House Bill 162 began its life last February as a wonky aggregation of technical corrections. But by summer, the measure hasdmorphed into yet another attempt by lawmakers to curb the authority of the NC Department of Environmental Quality. (Because cutting 16-plus jobs and more than $2 million from the agency’s budget isn’t effective enough?)
The annotated version of the bill is below (see pages 6-8). In essence, DEQ could not make permanent rules that would be more stringent than the federal government’s, aka, the EPA’s —- even in the case of “serious and unforeseen threats.” While existing legislation already suffocates DEQ’s rule-making powers, this measure would up the ante.
If you need an example of such a threat, look no further than the GenX drinking water crisis. It’s serious. It’s unforeseen. And there are no federal rules governing maximum allowable amounts in drinking water. So ostensibly, DEQ could make a temporary rule setting maximum limits of GenX, but the agency would be prohibited from making those rules permanent. And given the recalcitrance of the EPA to strengthen any regulations, it could be years before the feds issue rules regarding emerging contaminants like GenX.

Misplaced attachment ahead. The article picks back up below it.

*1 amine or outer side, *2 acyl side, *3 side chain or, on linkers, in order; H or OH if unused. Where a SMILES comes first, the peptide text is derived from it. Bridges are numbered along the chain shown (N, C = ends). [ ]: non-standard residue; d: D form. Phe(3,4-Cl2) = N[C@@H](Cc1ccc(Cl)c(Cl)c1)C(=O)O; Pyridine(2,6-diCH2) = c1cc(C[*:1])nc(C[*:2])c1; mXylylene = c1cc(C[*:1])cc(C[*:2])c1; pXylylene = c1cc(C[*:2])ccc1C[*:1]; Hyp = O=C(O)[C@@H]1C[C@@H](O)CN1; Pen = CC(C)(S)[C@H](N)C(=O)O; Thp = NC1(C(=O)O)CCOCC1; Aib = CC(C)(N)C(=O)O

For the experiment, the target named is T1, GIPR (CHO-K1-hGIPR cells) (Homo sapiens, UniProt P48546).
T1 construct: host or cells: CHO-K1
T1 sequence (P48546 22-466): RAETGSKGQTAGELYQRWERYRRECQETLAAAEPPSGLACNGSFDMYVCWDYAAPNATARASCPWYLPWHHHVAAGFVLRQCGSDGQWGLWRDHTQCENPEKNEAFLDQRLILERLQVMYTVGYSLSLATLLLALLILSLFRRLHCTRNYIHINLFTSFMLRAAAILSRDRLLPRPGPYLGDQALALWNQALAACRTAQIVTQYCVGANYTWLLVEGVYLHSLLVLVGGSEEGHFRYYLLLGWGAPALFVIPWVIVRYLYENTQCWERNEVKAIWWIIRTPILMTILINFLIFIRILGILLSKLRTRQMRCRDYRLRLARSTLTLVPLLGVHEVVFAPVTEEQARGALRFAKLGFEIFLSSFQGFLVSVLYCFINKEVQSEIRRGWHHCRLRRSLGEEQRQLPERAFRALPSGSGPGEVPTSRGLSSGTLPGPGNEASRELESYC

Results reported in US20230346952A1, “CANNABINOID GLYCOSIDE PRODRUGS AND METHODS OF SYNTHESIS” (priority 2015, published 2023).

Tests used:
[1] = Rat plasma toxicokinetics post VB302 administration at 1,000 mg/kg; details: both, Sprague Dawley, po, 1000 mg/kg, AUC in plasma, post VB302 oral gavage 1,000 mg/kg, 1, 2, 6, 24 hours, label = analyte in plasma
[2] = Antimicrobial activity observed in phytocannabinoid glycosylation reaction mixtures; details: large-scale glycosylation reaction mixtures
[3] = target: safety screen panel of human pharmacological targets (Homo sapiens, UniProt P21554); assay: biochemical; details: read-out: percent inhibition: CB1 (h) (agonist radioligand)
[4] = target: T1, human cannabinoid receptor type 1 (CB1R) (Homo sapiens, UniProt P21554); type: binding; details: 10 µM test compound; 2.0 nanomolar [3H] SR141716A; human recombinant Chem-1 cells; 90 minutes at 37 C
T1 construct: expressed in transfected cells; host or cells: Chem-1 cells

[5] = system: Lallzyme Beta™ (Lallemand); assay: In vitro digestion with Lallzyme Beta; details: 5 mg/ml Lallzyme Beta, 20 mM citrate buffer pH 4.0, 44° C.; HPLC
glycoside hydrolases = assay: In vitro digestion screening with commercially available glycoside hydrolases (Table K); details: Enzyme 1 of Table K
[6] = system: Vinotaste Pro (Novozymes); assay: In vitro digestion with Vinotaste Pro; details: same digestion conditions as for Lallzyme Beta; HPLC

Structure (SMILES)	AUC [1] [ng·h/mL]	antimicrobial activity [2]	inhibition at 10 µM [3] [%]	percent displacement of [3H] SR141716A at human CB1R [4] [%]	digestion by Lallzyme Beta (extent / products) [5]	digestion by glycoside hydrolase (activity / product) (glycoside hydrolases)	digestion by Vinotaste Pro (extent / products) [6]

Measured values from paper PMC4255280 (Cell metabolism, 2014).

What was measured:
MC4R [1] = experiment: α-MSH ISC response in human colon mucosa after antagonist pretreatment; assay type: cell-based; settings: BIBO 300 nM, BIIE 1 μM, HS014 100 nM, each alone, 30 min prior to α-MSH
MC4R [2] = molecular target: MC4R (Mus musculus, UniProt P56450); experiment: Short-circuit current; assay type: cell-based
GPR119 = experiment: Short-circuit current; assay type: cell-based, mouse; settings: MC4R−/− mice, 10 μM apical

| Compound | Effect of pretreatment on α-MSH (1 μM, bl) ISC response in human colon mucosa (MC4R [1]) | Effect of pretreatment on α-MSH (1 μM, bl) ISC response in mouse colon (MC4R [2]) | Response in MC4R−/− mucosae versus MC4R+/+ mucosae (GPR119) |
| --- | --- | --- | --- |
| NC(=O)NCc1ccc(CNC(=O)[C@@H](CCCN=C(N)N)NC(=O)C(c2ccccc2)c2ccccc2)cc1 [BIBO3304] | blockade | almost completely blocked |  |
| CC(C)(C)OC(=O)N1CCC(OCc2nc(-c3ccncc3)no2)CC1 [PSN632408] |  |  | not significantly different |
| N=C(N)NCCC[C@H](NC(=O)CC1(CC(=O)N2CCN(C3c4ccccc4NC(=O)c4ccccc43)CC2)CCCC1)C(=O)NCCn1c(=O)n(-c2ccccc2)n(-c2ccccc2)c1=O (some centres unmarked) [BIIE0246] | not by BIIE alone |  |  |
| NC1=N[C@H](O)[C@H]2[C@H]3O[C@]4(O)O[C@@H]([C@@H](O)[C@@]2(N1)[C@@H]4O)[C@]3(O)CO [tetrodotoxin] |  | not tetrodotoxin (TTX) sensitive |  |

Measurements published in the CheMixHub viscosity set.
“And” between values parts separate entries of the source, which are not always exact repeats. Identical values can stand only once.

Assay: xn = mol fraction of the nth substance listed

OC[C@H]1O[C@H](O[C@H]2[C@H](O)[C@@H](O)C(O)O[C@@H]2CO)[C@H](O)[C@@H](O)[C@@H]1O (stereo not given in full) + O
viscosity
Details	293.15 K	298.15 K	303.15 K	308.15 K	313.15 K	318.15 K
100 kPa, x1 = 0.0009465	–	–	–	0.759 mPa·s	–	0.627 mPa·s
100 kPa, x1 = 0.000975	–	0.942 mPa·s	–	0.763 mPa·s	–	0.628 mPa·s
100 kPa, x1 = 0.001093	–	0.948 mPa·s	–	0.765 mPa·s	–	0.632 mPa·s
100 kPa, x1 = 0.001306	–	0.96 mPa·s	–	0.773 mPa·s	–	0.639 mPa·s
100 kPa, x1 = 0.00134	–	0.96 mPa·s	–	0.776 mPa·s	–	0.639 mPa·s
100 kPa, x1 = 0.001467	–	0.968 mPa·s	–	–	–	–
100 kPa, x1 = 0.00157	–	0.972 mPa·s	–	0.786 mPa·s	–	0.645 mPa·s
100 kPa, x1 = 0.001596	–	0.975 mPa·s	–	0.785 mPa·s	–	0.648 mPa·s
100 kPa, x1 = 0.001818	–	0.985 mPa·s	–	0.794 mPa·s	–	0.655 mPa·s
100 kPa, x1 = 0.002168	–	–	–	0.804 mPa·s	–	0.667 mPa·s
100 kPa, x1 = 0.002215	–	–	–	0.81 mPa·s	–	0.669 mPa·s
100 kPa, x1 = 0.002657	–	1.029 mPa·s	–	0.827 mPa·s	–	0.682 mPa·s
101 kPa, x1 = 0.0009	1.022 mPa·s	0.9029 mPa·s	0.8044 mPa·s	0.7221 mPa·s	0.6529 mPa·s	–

This legislation clearly favors industry over the workaday folks. In addition, no agency could enact a rule that has a financial impact of $100 million or more. Environmentally speaking, it’s easy to ring up $100 million in expenses because it’s costly to clean up polluted sites, even to bare minimum industrial standards. And the bill doesn’t account for financial benefits of a rule. So if the rule produced $200 million in benefits but $100 million in costs, then that $100 million net benefit would still be a dealbreaker.
The bill was headed for a full House vote when Rep. Pricey Harrison, a Guilford County Democrat, protested. She noted that this bill, which last anyone had heard was being hammered out in a conference committee in June, had appeared on the special session calendar at the 11th hour. At 8:15 last night, House Speaker Tim Moore pulled the bill from the floor and shipped it back to House rules. And there it will lie, until next time.